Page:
Instability in the Korean Peninsula may trigger tensions beyond the Asia-Pacific. North Korea is considered a pariah state and suspicions around its intentions never seem to die down. In fact, for its long-time supporter China too, the over-ambitious North Korean nuclear programme has become a headache. Besides, China wants to enlarge its opportunities and looking for lucrative market in South Korea. This has not been received well by North Korea and the feeling of betrayal is on the rise. Presence of Rijiju, who hails from Arunachal Pradesh, at the event hoisted to celebrate Independence Day hints that India wants to take advantage of the growing rift between North Korea and China.

Since the dawn of the 21st century, India has taken keen interest in the geopolitics of the Asia-Pacific region. To consolidate its position in this region, Modi government has given fillip to ‘Act East’ policy. It is reported that Yong also requested India to widen its focus and consider North Korea under its ‘Act East’ policy. India is keen to seize this rare opportunity.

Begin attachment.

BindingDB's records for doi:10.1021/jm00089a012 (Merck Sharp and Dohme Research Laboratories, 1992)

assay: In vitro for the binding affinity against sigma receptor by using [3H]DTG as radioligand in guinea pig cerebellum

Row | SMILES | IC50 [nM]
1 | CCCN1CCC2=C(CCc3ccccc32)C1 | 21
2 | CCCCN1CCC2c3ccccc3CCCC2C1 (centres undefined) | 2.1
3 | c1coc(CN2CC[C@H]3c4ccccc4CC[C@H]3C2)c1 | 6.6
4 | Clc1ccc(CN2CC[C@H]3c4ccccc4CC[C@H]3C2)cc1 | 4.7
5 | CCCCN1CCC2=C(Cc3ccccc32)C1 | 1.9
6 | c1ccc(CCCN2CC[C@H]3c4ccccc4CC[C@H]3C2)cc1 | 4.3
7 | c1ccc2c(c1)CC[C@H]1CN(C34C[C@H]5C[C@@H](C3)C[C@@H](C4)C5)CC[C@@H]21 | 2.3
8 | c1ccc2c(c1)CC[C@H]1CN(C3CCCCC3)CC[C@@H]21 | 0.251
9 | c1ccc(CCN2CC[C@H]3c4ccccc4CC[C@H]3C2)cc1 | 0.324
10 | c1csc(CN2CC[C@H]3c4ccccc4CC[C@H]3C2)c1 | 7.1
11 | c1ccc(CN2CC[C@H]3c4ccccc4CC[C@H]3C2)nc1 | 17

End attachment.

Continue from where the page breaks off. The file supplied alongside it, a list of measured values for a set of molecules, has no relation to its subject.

It is believed that Yong discussed issues of nuclear programme and regional stability with Swaraj and conveyed to her the North Korean view point. All important powers in the world have already expressed concerns about nuclear program. In the past, India was not a part of the six party (North and South Korea, US, China, Russia and Japan) talks held to discuss North Korea’s nuclear program. However, those talks were fruitless and North Korea is not willing to discuss this issue on any international forum. In the last few years, India’s presence in this region has significantly increased. South Korea and Japan are important trading partners of India. If Yong has really communicated about the nuclear program to India, then it should consider forwarding this information to all the interested stakeholders. India’s likely entry may generate prospects for discussion on North Korean Nuclear program. Many experts and diplomats have expressed that recent developments signify that India-North Korea relations may undergo dramatic changes. It is important to note that Rijiju said bilateral ties were “going to change.” The US has welcomed growing ties between India and North Korea. For them, India is at the linchpin of its Asia’s pivot policy. South Korea has recognized Indian view point and not indicated any alarming signals. To balance between both Koreas, India sent its railway minister Suresh Prabhu to Seoul.